It was Friday. It was before 7am. It was the Bohemian, Jeb and I, driving to the bus stop in early morning light.
It was the day commemorating the official entrance of Hawaii as part of the United States of America: Statehood Day.
We were in a state. As in, a state of exhaustion. A state of uncertainty.
Jeb was on day seven of what had been a rough introduction to middle school. He’d had repeated nights of two to three hours of homework, and was driving to the bus that would escort him to a day of at least three quizzes. Welcome to sixth grade!
The Bohemian, he was headed to give fingerprints to the government. For the second time. “As if they have changed!” our friends laughed, when we told them about his appointment. On the positive side, this ‘biometric’ appointment was indication that our petition to remove the conditions of his green card was in process. This was standard procedure. Yes, two times is typical.
On the negative side, the only location that offers the service is on another island, and with one airline having a monopoly on inter-island flights, the Bohemian’s twenty minute plane ride was costing us nearly $300. The appointment would take less than thirty minutes, but he would miss a whole day of work.
The state of our island was one of a minor panic. We were all carefully monitoring the tropical depression named “Kilo” that seemed to have hurricane potential, on a direct path curving right to us. Grocery stores were running out of shopping carts at the door, while pallet loads of bottled water were being crammed into cars. Gas station lines were spilling out on to the streets.
My state was a concoction of family concerns swirled with a list of To-Do’s. After bus and airport drop-offs, I’d be with shopping parents picking through the remains of back-to-school supplies, trying to better organize Jeb and his huge workload. I’d also be grabbing stashes of toilet paper just in case the hurricane hit.
Another to-do was soccer practice waiting at day’s end. What I didn’t know as we drove that sunrise morning, was that the future practice would play out like sketches from “Diary of a Wimpy Kid.”
A six-year-old and three-year old would be allowed to scrimmage with the eleven year olds, and for reasons unclear, the six-year-old would punch one player in the gut and one in the testicles. The three-year old would pull down his pants and pee on another team member. Jeb would be one of the three aforementioned victims of foul play from the ornery little minis.
This was the state of our soccer team.
I tried to impart positivity into the cab of our car, as the Bohemian, Jeb, and I drove. The sun rose behind us, streaming in through the windows, shining light on the dewy glass.
“I hope you each have a great day today. You’ve got missions to accomplish. I hope they’re smooth and easy.”
They thanked me. We drove on quietly.
There were African Tulip trees lining the highway, a bloom in red flowers. They seemed unfazed, despite the pending storm.
There was the figure of a person, near the trees, along the roadside. A hitchhiker, I thought-not uncommon-though as we approached, we saw the woman there did not have her thumb out.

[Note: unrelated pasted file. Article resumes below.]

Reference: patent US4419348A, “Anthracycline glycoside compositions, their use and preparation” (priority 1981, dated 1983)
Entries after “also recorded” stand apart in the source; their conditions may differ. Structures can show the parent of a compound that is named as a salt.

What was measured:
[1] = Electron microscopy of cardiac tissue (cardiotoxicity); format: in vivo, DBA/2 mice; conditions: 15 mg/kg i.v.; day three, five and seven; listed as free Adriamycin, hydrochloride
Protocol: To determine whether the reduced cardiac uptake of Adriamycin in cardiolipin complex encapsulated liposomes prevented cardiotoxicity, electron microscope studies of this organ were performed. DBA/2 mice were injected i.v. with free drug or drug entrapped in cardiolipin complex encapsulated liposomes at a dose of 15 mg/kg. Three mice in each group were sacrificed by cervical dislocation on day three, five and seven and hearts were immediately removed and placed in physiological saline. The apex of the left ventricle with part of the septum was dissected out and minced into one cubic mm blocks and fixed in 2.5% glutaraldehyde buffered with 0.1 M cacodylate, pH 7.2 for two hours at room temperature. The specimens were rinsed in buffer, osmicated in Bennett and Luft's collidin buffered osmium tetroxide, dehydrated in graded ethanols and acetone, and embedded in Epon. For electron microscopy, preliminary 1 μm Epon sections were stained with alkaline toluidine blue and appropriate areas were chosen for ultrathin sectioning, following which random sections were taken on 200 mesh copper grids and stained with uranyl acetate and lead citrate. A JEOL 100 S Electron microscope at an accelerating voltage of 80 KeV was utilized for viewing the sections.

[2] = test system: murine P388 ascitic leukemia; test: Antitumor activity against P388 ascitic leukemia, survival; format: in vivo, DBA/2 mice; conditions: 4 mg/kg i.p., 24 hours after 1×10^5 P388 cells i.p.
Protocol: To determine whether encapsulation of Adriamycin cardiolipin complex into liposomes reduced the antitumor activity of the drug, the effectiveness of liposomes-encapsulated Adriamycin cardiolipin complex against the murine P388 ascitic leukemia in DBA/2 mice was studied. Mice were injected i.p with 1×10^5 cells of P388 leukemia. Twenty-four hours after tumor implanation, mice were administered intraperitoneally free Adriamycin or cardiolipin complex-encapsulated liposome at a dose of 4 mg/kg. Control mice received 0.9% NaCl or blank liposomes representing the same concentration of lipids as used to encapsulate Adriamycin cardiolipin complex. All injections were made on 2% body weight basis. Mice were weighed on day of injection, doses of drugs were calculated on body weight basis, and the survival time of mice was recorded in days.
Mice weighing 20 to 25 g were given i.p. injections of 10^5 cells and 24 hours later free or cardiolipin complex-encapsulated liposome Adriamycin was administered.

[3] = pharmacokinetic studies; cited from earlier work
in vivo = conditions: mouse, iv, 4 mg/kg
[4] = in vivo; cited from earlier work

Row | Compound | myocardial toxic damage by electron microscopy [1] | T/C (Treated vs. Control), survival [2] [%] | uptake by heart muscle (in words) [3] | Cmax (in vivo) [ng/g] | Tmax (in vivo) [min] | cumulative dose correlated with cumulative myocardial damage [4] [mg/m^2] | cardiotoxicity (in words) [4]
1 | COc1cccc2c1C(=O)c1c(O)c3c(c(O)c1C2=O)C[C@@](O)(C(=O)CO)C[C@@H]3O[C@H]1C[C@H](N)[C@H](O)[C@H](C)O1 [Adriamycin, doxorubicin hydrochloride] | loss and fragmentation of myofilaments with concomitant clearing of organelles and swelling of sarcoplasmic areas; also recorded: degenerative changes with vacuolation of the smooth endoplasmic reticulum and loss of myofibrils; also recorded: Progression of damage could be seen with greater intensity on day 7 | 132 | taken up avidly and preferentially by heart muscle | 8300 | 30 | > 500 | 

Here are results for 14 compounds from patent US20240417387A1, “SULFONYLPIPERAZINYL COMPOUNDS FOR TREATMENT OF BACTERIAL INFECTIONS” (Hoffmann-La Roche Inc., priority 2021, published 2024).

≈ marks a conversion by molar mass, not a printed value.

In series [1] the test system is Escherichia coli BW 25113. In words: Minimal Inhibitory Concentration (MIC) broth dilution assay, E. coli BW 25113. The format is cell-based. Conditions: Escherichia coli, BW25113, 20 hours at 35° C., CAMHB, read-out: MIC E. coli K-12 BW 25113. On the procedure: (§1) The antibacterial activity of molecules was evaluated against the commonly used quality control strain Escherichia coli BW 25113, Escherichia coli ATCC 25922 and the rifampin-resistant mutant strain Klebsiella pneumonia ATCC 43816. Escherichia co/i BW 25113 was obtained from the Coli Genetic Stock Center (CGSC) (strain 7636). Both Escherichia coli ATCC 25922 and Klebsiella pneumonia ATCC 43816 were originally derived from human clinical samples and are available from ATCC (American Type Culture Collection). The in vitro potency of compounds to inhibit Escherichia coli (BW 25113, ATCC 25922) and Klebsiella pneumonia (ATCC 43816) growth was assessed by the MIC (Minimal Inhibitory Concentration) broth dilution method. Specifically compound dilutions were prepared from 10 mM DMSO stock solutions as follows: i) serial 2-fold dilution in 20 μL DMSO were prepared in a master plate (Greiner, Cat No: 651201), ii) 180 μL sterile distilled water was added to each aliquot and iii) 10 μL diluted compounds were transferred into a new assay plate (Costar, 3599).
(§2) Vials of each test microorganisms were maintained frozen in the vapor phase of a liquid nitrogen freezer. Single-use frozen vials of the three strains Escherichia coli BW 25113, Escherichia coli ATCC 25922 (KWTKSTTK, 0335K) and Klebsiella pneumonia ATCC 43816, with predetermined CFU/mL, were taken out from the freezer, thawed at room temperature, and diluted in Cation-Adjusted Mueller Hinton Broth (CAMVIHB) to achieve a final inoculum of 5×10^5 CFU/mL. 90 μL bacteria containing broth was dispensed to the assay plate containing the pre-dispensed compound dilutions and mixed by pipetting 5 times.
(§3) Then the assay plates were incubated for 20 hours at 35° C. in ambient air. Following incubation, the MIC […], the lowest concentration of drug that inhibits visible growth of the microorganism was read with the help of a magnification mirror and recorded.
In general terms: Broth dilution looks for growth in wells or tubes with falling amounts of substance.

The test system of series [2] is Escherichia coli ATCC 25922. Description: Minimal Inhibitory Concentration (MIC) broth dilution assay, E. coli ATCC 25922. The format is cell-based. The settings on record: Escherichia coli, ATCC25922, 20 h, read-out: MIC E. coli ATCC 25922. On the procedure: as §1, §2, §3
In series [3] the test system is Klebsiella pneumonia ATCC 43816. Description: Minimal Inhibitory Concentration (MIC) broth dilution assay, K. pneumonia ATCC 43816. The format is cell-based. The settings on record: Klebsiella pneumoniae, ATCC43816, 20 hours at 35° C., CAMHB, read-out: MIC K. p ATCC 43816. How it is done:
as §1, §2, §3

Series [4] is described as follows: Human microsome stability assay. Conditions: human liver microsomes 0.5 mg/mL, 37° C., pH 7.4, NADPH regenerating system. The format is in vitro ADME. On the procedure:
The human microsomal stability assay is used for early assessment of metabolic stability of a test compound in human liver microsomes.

Passing by, we could see her simply standing, arms at her side. Her head was slightly tilted to the morning sky, her eyes closed. Her lips curved in a contented smile, as if she were delighting in some special secret.
Most curious was what adorned her head. I can only describe it as a hat, though it was merely a frame of what might have been a hat, outlining the shape of a pyramid. A kind of pyramid hat, its metal glistening in the sun, resting atop her crown.
The way the metal stiffly protruded from her head reminded me of the orthodontic headgear some unlucky ones were required to wear on their faces in high school. Though in this instance, the headgear appeared to be blissfully voluntary, and I could only guess the corrective intent probably had something to do with chakras and energy fields.
The random, roadside woman was in a state of pyramid-induced bliss. As we zipped by at 50 mph, I was left to laugh out loud at the absurdity.
I couldn’t help but reflect upon that swift moment of time, as the three of us passed by the pyramid hat woman. For a moment, we were all in the exact time and space. Yet, each of us were experiencing very different mental states.
Beneath the gleam of metal and light, her reality was one, all her own, and it appeared as though she was quite happy with it.
As for us, Jeb’s reality was future quizzes, the Bohemian was thinking fingerprints, and I was imagining an aisle of three-ringed, tabbed dividers. I don’t think anyone in our vehicle had upturned corners on their mouths, but we were trying to stay positive.
Did we simply need metal, cone-shaped hats?
Later, I was so curious about our roadside sighting that I did some online research. I learned that pyramid headgear is not isolated to Kauai. Apparently there is a man in London who has been regularly spotted sporting this geometric frame on his noggin. It’s been the subject of various blogs, and a great summary, “Mystery of London’s Pyramid Hat Man” can be found on “Superproduct.”
Hey, I don’t know. Maybe there’s something to it.
Sans the headgear, in the end, Jeb got 100% on his science quiz. The Bohemian sailed through fingerprinting. I found the binders for Jeb’s schoolwork, and he survived the soccer practice wee-bullies. That storm named Kilo, passed by the island chain, leaving only rain.
Maybe the pyramid technology has far-reaching range. Maybe our heads got a cleansing that morning, if only briefly, as we passed by that roadside woman. She certainly gave us all a chuckle. A state of laughter is healing, and that’s where I’d love to stay.